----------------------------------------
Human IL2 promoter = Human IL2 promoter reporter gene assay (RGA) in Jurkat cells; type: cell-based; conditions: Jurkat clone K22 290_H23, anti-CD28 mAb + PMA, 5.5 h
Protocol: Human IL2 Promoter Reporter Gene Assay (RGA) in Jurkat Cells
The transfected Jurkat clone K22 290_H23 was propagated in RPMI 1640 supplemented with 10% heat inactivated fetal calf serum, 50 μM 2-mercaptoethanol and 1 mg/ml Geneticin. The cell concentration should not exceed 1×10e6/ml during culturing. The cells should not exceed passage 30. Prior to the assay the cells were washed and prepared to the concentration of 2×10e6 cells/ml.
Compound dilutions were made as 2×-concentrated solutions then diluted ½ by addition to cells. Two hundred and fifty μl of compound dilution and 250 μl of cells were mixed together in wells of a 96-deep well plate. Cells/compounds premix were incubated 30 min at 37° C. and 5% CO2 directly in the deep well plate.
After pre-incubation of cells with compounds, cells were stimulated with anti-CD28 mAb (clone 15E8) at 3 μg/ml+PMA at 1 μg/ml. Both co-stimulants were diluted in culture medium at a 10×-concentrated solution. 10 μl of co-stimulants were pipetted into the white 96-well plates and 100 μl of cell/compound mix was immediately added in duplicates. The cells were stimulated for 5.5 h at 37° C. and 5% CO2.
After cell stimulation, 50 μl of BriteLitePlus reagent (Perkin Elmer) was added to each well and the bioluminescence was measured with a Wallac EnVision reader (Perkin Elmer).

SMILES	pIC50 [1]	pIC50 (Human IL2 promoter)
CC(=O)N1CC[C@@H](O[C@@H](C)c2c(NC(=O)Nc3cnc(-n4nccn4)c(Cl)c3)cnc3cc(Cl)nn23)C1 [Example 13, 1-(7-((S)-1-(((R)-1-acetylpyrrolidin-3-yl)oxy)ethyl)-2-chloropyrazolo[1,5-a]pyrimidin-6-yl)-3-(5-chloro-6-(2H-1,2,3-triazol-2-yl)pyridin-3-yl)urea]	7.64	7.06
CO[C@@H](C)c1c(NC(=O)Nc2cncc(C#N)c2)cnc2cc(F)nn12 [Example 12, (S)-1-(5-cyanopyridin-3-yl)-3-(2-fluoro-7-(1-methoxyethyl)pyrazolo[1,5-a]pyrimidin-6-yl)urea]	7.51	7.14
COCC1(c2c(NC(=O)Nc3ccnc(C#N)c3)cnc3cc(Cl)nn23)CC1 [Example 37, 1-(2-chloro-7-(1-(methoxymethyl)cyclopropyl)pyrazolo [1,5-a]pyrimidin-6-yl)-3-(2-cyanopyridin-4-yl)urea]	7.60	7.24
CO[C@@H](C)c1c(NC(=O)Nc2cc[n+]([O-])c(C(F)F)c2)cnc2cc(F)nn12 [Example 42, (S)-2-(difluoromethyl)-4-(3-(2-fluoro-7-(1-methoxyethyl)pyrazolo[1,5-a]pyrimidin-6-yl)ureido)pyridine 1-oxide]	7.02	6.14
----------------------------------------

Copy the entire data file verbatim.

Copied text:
Human IL2 promoter = Human IL2 promoter reporter gene assay (RGA) in Jurkat cells; type: cell-based; conditions: Jurkat clone K22 290_H23, anti-CD28 mAb + PMA, 5.5 h
Protocol: Human IL2 Promoter Reporter Gene Assay (RGA) in Jurkat Cells
The transfected Jurkat clone K22 290_H23 was propagated in RPMI 1640 supplemented with 10% heat inactivated fetal calf serum, 50 μM 2-mercaptoethanol and 1 mg/ml Geneticin. The cell concentration should not exceed 1×10e6/ml during culturing. The cells should not exceed passage 30. Prior to the assay the cells were washed and prepared to the concentration of 2×10e6 cells/ml.
Compound dilutions were made as 2×-concentrated solutions then diluted ½ by addition to cells. Two hundred and fifty μl of compound dilution and 250 μl of cells were mixed together in wells of a 96-deep well plate. Cells/compounds premix were incubated 30 min at 37° C. and 5% CO2 directly in the deep well plate.
After pre-incubation of cells with compounds, cells were stimulated with anti-CD28 mAb (clone 15E8) at 3 μg/ml+PMA at 1 μg/ml. Both co-stimulants were diluted in culture medium at a 10×-concentrated solution. 10 μl of co-stimulants were pipetted into the white 96-well plates and 100 μl of cell/compound mix was immediately added in duplicates. The cells were stimulated for 5.5 h at 37° C. and 5% CO2.
After cell stimulation, 50 μl of BriteLitePlus reagent (Perkin Elmer) was added to each well and the bioluminescence was measured with a Wallac EnVision reader (Perkin Elmer).

SMILES	pIC50 [1]	pIC50 (Human IL2 promoter)
CC(=O)N1CC[C@@H](O[C@@H](C)c2c(NC(=O)Nc3cnc(-n4nccn4)c(Cl)c3)cnc3cc(Cl)nn23)C1 [Example 13, 1-(7-((S)-1-(((R)-1-acetylpyrrolidin-3-yl)oxy)ethyl)-2-chloropyrazolo[1,5-a]pyrimidin-6-yl)-3-(5-chloro-6-(2H-1,2,3-triazol-2-yl)pyridin-3-yl)urea]	7.64	7.06
CO[C@@H](C)c1c(NC(=O)Nc2cncc(C#N)c2)cnc2cc(F)nn12 [Example 12, (S)-1-(5-cyanopyridin-3-yl)-3-(2-fluoro-7-(1-methoxyethyl)pyrazolo[1,5-a]pyrimidin-6-yl)urea]	7.51	7.14
COCC1(c2c(NC(=O)Nc3ccnc(C#N)c3)cnc3cc(Cl)nn23)CC1 [Example 37, 1-(2-chloro-7-(1-(methoxymethyl)cyclopropyl)pyrazolo [1,5-a]pyrimidin-6-yl)-3-(2-cyanopyridin-4-yl)urea]	7.60	7.24
CO[C@@H](C)c1c(NC(=O)Nc2cc[n+]([O-])c(C(F)F)c2)cnc2cc(F)nn12 [Example 42, (S)-2-(difluoromethyl)-4-(3-(2-fluoro-7-(1-methoxyethyl)pyrazolo[1,5-a]pyrimidin-6-yl)ureido)pyridine 1-oxide]	7.02	6.14